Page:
This year I took 2 marathon road trips, both more than 3,000 miles from door to door. These are just some of the posts these road trips generated:


Before the road trips I stopped aggregating the Headlines Du Jour. It took several hours 3 days a week and it was a trap, without any achival value. When I got back from the road trips I began two brand new series. Launching Throwback Thursday with The Westerfield Journals was one and Monday Musical Appreciation the other. I'm quite proud of both of these series. In both these series I am highlight some of the lesser-known history-makers.


One of the things I've been accused of over the years is name-dropping. I plead guilty and throw myself on the mercy of the internet. What's the penalty? Izzit just a fine or jail time?

No matter. Exhibit A and B as evidence against me this year:

Those are just some of the highlights from the last year. No one knows what 2016 will hold for the Not Now Silly Newsroom, but I'll be writing it from Toronto. More specifically, Kensington Market. It felt so good in September, I'm going to do it all over again. To that end, I've launched a Go Fund Me to help defray my moving expenses. It's amazing how much stuff I've accumulated in the last decade. Help me get back to Toronto:


Monday, December 28, 2015

A Big Day for Florida & Music ► Monday Musical Appreciation

Two musical events occurred on this day in history -- 8 years apart -- that changed South Florida and music. 

In 1960 the teen comedy Where the Boys Are was released to theaters around the country. SPOILER ALERT: It's the madcap story of 4 college girls who take a road trip to Fort Lauderdale on Spring Break for some sand, surf and sex.

Where the Boys Are made Fort Lauderdale an official destination for every footloose college student. Starting with the very next break in 1961, college students poured into Fort Lah De Dah. The media publicized it, creating new converts for the next year.

At first no one minded so much because the kids brought money. However, every year there were more Spring Breakers than the previous until, as TIME magazine told its readers in A Brief History of Spring Break:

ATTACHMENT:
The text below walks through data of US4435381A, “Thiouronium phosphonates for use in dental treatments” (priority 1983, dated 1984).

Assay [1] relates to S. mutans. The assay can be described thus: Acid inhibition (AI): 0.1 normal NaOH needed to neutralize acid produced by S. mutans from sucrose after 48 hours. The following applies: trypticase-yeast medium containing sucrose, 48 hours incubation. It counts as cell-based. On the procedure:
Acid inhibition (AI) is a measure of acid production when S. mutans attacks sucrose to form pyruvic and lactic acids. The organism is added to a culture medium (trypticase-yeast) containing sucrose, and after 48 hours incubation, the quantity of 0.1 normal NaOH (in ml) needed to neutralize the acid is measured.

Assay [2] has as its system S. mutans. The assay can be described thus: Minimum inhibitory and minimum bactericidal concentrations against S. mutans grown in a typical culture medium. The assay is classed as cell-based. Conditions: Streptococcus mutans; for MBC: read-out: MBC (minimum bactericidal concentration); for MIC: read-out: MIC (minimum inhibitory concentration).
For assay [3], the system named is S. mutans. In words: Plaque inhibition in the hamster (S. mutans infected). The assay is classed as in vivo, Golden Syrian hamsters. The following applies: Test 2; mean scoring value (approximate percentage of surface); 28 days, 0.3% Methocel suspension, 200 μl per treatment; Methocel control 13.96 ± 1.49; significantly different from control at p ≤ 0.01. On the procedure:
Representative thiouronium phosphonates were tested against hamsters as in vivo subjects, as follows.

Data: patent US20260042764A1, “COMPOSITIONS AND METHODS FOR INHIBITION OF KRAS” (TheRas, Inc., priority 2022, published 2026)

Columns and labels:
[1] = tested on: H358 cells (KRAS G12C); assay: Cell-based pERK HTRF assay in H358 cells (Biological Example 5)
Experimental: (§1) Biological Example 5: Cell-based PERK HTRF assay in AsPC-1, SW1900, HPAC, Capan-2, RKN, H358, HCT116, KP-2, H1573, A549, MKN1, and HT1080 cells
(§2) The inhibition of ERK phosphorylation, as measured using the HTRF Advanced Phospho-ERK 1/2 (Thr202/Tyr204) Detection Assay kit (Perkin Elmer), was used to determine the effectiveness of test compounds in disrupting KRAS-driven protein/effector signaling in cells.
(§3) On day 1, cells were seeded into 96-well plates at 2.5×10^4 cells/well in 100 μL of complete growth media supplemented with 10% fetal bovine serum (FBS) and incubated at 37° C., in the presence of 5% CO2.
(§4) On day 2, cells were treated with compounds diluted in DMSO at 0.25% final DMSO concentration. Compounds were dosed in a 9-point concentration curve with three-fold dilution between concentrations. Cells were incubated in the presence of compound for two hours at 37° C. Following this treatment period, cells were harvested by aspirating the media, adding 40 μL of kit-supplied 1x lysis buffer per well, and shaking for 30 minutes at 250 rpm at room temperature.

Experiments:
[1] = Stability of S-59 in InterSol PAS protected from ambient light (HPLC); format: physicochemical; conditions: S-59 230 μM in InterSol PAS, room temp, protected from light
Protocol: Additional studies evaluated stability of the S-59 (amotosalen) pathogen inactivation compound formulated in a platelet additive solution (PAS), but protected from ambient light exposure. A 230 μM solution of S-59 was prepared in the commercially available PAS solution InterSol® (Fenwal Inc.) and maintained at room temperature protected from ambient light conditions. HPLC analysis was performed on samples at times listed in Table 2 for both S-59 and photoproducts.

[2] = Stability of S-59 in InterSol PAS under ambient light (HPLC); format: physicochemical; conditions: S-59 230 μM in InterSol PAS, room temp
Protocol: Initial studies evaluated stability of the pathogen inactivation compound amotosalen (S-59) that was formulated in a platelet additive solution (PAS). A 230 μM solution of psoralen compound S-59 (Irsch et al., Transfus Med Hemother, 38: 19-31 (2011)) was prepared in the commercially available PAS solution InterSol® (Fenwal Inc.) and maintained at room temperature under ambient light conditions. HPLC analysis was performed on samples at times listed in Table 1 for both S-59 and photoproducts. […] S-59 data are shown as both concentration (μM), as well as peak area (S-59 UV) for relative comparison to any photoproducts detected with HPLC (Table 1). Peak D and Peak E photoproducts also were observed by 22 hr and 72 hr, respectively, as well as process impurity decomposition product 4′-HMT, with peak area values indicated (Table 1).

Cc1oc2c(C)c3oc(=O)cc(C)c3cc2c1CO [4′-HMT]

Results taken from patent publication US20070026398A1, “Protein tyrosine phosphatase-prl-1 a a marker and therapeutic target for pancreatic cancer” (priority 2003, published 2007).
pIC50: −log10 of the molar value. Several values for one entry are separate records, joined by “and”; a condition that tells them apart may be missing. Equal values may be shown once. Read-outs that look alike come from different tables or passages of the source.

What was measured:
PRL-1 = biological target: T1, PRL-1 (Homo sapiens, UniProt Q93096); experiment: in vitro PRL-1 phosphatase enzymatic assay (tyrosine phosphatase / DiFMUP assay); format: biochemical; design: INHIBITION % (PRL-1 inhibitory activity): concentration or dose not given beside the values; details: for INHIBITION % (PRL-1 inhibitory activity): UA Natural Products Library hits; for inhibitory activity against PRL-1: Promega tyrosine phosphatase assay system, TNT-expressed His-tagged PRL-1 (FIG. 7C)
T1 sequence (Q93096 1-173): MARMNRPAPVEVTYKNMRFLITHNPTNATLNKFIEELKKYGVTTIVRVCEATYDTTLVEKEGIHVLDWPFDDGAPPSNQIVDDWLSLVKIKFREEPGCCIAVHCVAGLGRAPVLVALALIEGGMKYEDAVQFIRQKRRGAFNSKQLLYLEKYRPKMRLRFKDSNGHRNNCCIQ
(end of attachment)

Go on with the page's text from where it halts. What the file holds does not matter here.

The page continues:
By the free-loving '70s, Fort Lauderdale's fun and sun had become decidedly raunchier. With gratuitous PDA and "balcony-diving" — negotiating one's way from balcony to balcony to get to other floors or rooms, a practice typically performed in a drunken stupor and thus madly dangerous — the norm, many communities began questioning why the heck they had invited such unruly houseguests in the first place. By 1985, some 370,000 students were descending on Fort Lauderdale (or fondly, "Fort Liquordale") annually — prompting yet another exploitative film, Spring Break starring Tom Cruise and Shelley Long. But by the end of the '80s, the town had enough: stricter laws against public drinking were enacted and Mayor Robert Dressler went so far as to go on ABC's Good Morning America to tell students they were no longer welcome. As a result, spring breakers were pushed even farther south, and to destinations outside the U.S. where the sun was hotter and drinking ages lower.
By the time I moved to the Fort Lauderdale area in 2015, Spring Break was just a shadow of its former Bacchanalian self.

Where the Boys Are is a pretty good movie and has held up over the years. It's a wonderfully kitchy throwback to a simpler time, but still explores some serious social issues about teens and their sexuality. It also hosts a wealth of good acting, including Paula Prentiss in her first movie; Yvette Mimieux, playing an innocent who has a downfall; and George Hamilton, playing George Hamilton, the role he was made for.

However, avoid 1984's Where the Boys Are. It's so bad it's not even good.

Eight years after Where the Boys Are came the Miami Pop Festival, a 3-day extravaganza featuring a who's who of the music scene, including (alphabetical list stolen from the WikiWackyWoo): The Amboy Dukes, Chuck Berry, Blues Image, The Box Tops, Paul Butterfield Blues Band, Canned Heat, Wayne Cochran, Cosmic Drum, James Cotton Blues Band, Country Joe and the Fish, José Feliciano, Fish Ray, Flatt and Scruggs, Fleetwood Mac, Marvin Gaye, The Grass Roots, Grateful Dead, Richie Havens, Ian & Sylvia, Iron Butterfly, Junior Junkanoos, Jr. Walker & The Allstars, The Charles Lloyd Quartet, Hugh Masekela, Joni Mitchell, Pacific Gas & Electric, Procol Harum, Terry Reid, Buffy Sainte-Marie, Steppenwolf, The Sweet Inspirations, Sweetwater, Joe Tex, Three Dog Night, and The Turtles. All for $7.00 per day!!!

The Miami Pop Festival was the first big festival on the east coast and was the precursor to Woodstock.

And, nothing was ever the same again.